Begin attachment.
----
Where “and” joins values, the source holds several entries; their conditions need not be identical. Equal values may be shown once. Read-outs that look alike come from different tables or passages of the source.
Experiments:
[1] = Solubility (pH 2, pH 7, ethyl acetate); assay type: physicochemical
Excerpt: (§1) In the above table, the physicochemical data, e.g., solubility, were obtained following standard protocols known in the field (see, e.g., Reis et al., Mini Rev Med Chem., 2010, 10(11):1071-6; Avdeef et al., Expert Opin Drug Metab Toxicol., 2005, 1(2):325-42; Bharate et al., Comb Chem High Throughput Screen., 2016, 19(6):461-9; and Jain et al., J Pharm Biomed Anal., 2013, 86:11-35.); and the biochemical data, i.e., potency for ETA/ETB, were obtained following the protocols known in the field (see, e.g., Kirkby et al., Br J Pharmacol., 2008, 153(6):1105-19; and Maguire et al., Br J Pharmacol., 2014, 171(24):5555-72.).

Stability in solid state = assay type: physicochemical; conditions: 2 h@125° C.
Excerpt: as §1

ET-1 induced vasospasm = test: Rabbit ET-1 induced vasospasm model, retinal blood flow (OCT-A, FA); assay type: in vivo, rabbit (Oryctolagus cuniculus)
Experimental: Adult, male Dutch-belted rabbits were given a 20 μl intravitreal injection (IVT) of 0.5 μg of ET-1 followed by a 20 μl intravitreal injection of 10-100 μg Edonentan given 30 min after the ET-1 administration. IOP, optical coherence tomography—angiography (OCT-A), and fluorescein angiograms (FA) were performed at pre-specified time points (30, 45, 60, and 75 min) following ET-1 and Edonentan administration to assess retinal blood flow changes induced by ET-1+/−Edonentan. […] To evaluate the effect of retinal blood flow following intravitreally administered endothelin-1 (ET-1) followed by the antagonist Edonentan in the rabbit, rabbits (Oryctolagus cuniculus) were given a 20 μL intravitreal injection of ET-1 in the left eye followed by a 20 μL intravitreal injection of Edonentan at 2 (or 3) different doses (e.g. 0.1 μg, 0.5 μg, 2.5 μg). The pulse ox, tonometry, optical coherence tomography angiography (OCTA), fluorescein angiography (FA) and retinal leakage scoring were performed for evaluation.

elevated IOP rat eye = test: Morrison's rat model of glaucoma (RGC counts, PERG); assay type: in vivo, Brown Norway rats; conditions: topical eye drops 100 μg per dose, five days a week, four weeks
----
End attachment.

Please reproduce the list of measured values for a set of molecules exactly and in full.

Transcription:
Where “and” joins values, the source holds several entries; their conditions need not be identical. Equal values may be shown once. Read-outs that look alike come from different tables or passages of the source.
Experiments:
[1] = Solubility (pH 2, pH 7, ethyl acetate); assay type: physicochemical
Excerpt: (§1) In the above table, the physicochemical data, e.g., solubility, were obtained following standard protocols known in the field (see, e.g., Reis et al., Mini Rev Med Chem., 2010, 10(11):1071-6; Avdeef et al., Expert Opin Drug Metab Toxicol., 2005, 1(2):325-42; Bharate et al., Comb Chem High Throughput Screen., 2016, 19(6):461-9; and Jain et al., J Pharm Biomed Anal., 2013, 86:11-35.); and the biochemical data, i.e., potency for ETA/ETB, were obtained following the protocols known in the field (see, e.g., Kirkby et al., Br J Pharmacol., 2008, 153(6):1105-19; and Maguire et al., Br J Pharmacol., 2014, 171(24):5555-72.).

Stability in solid state = assay type: physicochemical; conditions: 2 h@125° C.
Excerpt: as §1

ET-1 induced vasospasm = test: Rabbit ET-1 induced vasospasm model, retinal blood flow (OCT-A, FA); assay type: in vivo, rabbit (Oryctolagus cuniculus)
Experimental: Adult, male Dutch-belted rabbits were given a 20 μl intravitreal injection (IVT) of 0.5 μg of ET-1 followed by a 20 μl intravitreal injection of 10-100 μg Edonentan given 30 min after the ET-1 administration. IOP, optical coherence tomography—angiography (OCT-A), and fluorescein angiograms (FA) were performed at pre-specified time points (30, 45, 60, and 75 min) following ET-1 and Edonentan administration to assess retinal blood flow changes induced by ET-1+/−Edonentan. […] To evaluate the effect of retinal blood flow following intravitreally administered endothelin-1 (ET-1) followed by the antagonist Edonentan in the rabbit, rabbits (Oryctolagus cuniculus) were given a 20 μL intravitreal injection of ET-1 in the left eye followed by a 20 μL intravitreal injection of Edonentan at 2 (or 3) different doses (e.g. 0.1 μg, 0.5 μg, 2.5 μg). The pulse ox, tonometry, optical coherence tomography angiography (OCTA), fluorescein angiography (FA) and retinal leakage scoring were performed for evaluation.

elevated IOP rat eye = test: Morrison's rat model of glaucoma (RGC counts, PERG); assay type: in vivo, Brown Norway rats; conditions: topical eye drops 100 μg per dose, five days a week, four weeks